With miles of sandcastle real estate, lagoons for snorkelling and rock pools teeming with wildlife, the beaches of the Great Ocean Road are a natural playground for little ones.
These family-friendly beaches have everything you need to take the stress out of your day at the beach and are ideally located, so you won’t have to stray far to find snacks, supplies or a loo.
Remember to keep a close watch on your kids and if you’re at a patrolled beach to always swim between the flags. Respect your surroundings and leave any rock pool critters where you find them. Now pull on those rashies and let’s hit the beach!
Right on The Esplanade in the heart of town, Cosy Corner is as family friendly as the name suggests.
Tucked away by Point Danger at the south end of Torquay’s sweeping Front Beach, Cosy is patrolled so kids can swim safely between the flags. When you’ve had enough sun and sand, retreat to the grassy hills behind the beach to seek shade under the Norfolk Island pine trees. Here you’ll find plenty of public toilets, playgrounds, barbecues and picnic tables. The Esplanade is lined with beach-front cafes. Grab something to enjoy on the beach or dine-in for lunch.
Follow the Anglesea River as it winds its way out to the ocean and you’ll discover a wide beach surrounded by sand dunes, golden limestone cliffs and wild heathlands. Anglesea’s main swimming beach boasts shallow waves, making it a fantastic spot for youngsters. The beach is patrolled in peak periods but stay between the flags, the river mouth and rocky outcrops can attract dangerous rips. There’s ample parking, public toilets and barbecues, and town is just moments away. Tear into some of the coast’s best fish and chips from Fish by Moonlite then explore the bushwalking trails through Anglesea Heath.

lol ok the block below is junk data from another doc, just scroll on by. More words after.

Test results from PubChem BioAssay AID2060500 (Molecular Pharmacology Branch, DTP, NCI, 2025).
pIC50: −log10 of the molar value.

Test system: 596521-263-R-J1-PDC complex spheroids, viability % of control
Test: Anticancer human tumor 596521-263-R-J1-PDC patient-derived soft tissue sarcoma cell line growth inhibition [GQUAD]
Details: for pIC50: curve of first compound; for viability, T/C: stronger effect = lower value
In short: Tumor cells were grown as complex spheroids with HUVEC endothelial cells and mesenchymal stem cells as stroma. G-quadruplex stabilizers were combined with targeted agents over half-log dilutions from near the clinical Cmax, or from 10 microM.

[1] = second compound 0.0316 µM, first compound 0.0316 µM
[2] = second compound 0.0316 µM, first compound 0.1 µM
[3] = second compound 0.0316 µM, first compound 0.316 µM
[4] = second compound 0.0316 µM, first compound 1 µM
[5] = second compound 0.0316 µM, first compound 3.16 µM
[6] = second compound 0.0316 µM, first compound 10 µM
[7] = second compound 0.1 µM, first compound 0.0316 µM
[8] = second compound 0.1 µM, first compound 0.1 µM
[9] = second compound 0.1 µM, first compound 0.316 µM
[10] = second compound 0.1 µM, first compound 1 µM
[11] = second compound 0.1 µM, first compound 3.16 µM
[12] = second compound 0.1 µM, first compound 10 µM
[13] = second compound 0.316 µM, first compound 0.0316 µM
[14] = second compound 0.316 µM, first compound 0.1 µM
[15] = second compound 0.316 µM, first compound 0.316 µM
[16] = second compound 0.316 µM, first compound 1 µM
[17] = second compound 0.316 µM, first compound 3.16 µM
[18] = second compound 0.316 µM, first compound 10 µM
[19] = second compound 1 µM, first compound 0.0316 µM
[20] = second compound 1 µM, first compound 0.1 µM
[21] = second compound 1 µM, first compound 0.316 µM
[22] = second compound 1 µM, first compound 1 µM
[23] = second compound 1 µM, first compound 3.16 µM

This 400m long secluded beach has all the makings of a holiday mainstay. While you’ll only find surf patrol over the busy Christmas period, the beach is sheltered by the headland and is one of the area’s safest swimming spots. The gentle waves are the perfect setting for your grommets learning to surf or just paddling in the shallows. At low tide, the rockpools and their hidden creatures will delight little ones. The beach has public toilets and picnic areas, and for sustenance, the hole-in-the-wall Point Roadknight Kiosk is right behind the beach.
Beach days are oh so easy in Lorne, with a sandy beach spanning the length of the main street. The bushy hinterlands of the Otways behind Lorne provide the perfect backdrop to this stunning spot. The beach is sheltered from the wind and the area in front of the surf life saving club is patrolled for safe swimming. Spend your day flitting between the sand, water and cafes of Mountjoy Parade. This busy shopping strip has everything you could need from sunscreen to bodyboard hire. There’s plenty to do along the grassy foreshore too, with a skate park, playground and swimming pool, plus public toilets near the carpark.
If you thought Apollo Bay Harbour was just for fishing, think again. There’s tonnes to explore around these waters. Follow the Harbour Walk for some of the best views in town, and check out the yachts and fishing boats bobbing in the water. Right by the harbour, Apollo Bay Beach is a beautiful stretch of sand. Patrolled in summer and protected by Point Bunbury and the harbour wall, it’s a calm and safe spot to swim. Pick up locally caught fish and chips from the Fishermen’s Co-op. Grab a table on the deck and enjoy the harbour views while you eat. Public toilets are available near the car park.